1. The Badge. This is a pin-on button bearing the program's logo. This will be worn by program supporters at games, and will serve as a reminder of the importance of positive sideline behavior.
  2. The Sign. A large sideline, which lists positive behavior standards, will be posted at the entrance of participating fields. Parents and spectators who will abide by these standards are welcome—all others are not.
  3. The Pledge. We will request AYSO parents to sign a pledge that holds them to the Kids Zone standards.

In order to make this program work, we need your help! Kids Zone badges and signs are available from the AYSO Supply Center.

For more information, visit AYSO National - Kids Zone.

Very Important Player (VIP)

For players with physical or mental disabilities. Down Syndrome, blindness, amputations, limited mobility… there's no reason ANY child can't play soccer.

The VIP Program provides a quality soccer experience for children - and adults - whose physical or mental disabilities make it difficult to successfully participate on mainstream teams. VIP teams may include those who are:

  • blind or visually impaired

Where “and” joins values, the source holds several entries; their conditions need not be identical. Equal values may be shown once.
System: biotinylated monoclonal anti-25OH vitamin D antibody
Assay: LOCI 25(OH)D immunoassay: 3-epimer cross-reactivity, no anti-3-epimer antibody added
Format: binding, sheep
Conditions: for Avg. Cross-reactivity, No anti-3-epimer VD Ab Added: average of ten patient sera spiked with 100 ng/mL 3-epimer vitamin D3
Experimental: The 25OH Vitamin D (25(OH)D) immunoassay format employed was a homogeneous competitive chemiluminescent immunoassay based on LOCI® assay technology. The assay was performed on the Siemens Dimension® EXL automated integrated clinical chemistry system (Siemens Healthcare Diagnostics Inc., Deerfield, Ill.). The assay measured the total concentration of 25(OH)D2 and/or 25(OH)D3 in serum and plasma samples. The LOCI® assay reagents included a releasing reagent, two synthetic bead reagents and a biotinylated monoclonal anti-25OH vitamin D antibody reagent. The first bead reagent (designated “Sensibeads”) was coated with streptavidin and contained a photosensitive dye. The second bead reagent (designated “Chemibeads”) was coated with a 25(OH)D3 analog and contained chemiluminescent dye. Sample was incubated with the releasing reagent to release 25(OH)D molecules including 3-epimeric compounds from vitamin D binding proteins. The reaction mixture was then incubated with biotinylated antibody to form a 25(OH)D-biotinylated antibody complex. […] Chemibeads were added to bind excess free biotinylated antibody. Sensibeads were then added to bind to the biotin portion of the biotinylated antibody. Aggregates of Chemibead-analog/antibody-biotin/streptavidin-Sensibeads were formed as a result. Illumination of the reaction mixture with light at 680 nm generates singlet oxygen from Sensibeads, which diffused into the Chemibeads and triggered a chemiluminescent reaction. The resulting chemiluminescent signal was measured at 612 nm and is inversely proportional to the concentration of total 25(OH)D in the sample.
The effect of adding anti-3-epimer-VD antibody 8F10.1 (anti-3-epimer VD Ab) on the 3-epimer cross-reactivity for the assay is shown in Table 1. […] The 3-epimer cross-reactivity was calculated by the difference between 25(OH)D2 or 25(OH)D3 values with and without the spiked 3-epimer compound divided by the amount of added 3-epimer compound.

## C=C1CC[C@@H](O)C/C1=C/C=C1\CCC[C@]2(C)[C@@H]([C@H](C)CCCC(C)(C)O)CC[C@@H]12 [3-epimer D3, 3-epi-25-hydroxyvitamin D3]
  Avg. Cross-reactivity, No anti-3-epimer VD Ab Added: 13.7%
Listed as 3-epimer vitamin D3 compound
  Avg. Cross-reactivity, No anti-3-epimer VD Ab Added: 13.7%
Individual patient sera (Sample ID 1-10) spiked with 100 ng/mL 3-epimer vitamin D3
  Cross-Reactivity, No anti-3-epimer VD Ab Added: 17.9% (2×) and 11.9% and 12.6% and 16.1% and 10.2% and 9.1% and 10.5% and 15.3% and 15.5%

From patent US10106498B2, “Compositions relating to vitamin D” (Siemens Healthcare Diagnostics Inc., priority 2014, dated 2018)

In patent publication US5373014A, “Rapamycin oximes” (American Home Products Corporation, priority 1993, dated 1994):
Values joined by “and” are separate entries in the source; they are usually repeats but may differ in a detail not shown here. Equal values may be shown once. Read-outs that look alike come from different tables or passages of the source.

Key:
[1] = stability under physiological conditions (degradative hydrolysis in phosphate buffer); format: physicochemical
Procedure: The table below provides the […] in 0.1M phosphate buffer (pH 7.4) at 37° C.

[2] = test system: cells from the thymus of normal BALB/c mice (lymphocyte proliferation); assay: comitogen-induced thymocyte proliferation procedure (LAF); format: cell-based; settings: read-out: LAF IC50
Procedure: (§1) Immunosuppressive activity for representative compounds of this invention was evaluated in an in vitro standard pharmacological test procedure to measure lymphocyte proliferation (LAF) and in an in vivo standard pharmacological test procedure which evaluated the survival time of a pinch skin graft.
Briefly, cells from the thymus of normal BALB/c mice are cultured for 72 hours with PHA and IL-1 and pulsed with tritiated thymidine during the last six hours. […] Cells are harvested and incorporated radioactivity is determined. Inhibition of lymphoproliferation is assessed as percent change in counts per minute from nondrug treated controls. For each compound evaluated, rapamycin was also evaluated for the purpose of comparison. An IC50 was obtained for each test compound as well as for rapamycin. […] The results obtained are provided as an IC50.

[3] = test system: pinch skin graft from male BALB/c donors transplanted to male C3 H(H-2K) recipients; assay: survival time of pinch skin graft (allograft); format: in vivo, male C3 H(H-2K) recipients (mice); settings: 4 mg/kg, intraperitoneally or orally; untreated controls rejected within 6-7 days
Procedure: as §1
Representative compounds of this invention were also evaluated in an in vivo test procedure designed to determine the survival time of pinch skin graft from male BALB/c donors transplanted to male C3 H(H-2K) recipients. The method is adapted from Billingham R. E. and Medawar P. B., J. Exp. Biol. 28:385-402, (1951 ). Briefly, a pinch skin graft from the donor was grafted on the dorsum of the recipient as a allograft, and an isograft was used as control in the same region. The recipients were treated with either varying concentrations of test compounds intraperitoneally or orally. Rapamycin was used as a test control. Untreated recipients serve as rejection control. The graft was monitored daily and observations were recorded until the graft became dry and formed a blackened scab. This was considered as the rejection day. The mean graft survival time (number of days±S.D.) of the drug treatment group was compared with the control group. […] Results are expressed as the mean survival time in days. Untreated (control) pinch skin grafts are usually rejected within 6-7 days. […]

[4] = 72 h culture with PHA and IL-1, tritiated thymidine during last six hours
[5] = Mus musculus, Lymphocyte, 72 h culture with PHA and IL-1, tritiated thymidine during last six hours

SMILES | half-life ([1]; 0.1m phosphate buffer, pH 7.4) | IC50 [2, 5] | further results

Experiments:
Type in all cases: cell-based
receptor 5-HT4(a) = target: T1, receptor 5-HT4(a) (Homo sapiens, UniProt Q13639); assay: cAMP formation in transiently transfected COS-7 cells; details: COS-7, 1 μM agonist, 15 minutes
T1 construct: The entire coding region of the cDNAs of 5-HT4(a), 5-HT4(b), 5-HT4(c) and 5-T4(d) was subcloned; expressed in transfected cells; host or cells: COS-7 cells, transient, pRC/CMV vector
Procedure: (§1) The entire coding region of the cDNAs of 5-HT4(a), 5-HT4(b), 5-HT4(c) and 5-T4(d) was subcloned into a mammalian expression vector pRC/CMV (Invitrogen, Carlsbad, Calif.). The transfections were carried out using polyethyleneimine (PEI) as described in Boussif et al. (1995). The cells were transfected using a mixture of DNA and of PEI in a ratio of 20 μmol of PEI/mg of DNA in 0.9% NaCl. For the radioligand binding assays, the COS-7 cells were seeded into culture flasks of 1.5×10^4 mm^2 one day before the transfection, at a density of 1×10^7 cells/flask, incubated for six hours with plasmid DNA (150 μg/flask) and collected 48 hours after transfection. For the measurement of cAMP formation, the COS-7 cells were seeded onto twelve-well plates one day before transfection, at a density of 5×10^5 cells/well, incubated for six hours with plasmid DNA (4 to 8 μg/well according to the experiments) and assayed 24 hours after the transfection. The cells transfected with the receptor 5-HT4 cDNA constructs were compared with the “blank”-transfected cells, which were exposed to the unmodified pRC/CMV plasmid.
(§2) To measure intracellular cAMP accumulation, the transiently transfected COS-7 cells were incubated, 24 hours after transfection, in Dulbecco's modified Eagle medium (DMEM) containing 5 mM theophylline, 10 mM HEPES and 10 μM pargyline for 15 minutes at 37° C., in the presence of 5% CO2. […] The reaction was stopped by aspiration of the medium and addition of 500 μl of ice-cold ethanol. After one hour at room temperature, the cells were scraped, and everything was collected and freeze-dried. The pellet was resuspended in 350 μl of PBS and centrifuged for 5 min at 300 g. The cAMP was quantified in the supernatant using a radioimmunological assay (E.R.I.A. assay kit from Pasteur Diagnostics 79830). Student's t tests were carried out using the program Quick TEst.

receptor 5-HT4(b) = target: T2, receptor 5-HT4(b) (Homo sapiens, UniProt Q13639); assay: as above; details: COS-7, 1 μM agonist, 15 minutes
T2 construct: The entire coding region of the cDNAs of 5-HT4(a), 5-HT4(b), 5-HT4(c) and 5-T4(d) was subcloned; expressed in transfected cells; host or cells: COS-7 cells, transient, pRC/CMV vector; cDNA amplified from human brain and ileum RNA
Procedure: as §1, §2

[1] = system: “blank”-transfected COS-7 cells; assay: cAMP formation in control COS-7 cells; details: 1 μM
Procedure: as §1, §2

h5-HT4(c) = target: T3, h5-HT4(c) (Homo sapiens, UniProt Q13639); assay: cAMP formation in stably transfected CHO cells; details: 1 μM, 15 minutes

• amputees or conditions that impair mobility
  • mentally or emotionally challenged
  • autistic
  • Downs Syndrome
  • Cerebra Palsy.

These kids are Very Important Players (VIP) in AYSO. We recognize that all children need to feel a sense of belonging and acceptance. The VIP program offers that acceptance and carries our philosophy of Everyone Plays to new heights - giving everyone a chance to play.

For more information, visit AYSO National - Very Important Player (VIP).

Safe Haven

Safe Haven is a child and volunteer protection program that was the first of its kind in youth sports.

The child protection aspect is intended to stop child abuse, educate or remove its perpetrators, and screen out predators before they get into the program. It includes proactive steps which provide a medium for positive, healthy child development, precluding the outbreak of child abuse in a weak, unfocused, non-empowering environment.

Volunteer protection comes in to play as a result of volunteer training, certification and continuing education. The Volunteer Protection Act of 1997 provides certain legal protections for volunteers who have been trained and certified, and act in accordance with a written job description. Safe Haven has these three elements, giving volunteers the highest degree of protection available under the law.

For more information, visit AYSO National - Safe Haven.

Short-Sided Games

For younger players, fewer players on the field means more opportunity to be in the action—and to learn the game. Explanation of the benefits of short-sided games for younger players, and the rule modifications for different age levels.

For more information, visit AYSO National - Short-Sided Games.

Tournaments

Local and national tournaments held by AYSO. Some are open to AYSO teams only, some are open to any team. Check the list—updated frequently.

For more information, visit AYSO National - Tournaments.

info/aysoinfo.txt · Last modified: 2012/02/29 17:40 by Sagit Andrews